Monday, September 16, 2013

Still Life (pt. 5)

It is no coincidence that some objects appear more frequently in Dutch still life paintings than others during the Baroque period.  We see lots of paintings that include fruit, fancy silverware, flowers, candles, books, jewelry, musical instruments, and that ominous skull that keeps reappearing.  What does it all mean?  I will examine a particular still life in detail to provide the model for inspection into this genre, but it will be useful to first offer a bit of general overview.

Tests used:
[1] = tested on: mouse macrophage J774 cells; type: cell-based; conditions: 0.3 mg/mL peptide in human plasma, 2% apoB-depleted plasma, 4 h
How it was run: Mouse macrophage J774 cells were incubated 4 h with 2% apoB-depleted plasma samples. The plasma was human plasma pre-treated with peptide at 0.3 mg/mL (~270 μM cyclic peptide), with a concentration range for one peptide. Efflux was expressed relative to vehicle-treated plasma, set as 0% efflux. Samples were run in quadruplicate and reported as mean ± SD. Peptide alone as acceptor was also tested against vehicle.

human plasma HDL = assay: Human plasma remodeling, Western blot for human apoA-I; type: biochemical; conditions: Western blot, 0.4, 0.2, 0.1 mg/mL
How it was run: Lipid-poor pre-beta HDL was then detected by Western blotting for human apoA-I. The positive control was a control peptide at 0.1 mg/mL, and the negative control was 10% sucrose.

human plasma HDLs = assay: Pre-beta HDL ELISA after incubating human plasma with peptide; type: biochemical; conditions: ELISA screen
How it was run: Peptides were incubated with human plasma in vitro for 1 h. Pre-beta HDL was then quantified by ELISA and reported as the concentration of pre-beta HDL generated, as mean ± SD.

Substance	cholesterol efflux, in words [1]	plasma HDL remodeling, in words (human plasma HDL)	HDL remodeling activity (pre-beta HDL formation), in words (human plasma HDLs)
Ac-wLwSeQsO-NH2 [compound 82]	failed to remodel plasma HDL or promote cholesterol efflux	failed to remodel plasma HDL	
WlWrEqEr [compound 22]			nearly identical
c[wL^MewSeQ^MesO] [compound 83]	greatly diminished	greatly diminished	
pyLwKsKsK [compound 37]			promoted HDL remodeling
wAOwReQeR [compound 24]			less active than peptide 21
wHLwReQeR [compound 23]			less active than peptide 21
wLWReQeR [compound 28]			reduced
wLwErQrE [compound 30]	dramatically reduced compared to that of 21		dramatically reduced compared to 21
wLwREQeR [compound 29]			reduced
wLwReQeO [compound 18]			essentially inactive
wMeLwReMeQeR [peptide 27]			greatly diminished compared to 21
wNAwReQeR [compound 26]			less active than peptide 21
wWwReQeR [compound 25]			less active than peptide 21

Putting aside the purely material intentions of artists who were advertising trade with the Eastern world and a predominant fixation on tulips, these paintings do carry a prevalent religious theme.  Knowing the Protestant minimalist tendencies of Genre paintings and nature landscapes, a still life is a relatively simple work of art to look at.  The humility of man (and more specifically the humility of the artist) is being expressed through this latent simplicity, but the underscoring themes that reside beneath the surface of the work demonstrate the bent of the artist toward the deep, personal connection with God, profound philosophical thoughts, and the innermost sincerity of human emotion.  Compare this to Rubens' Raising of the Cross, an elaborate, huge painting that featured heavy action and drama with bulky figures and flowing, multicolored robes.  A still life, on the other hand, features the simple, Protestant mindset of a table set with certain objects, objects to be celebrated on one level for their sheer beauty and on a subliminal level for their deeper, philosophical connotations.  Objects, as I said, become symbols, representing abstract concepts of life, death, God, the universe, and mankind.

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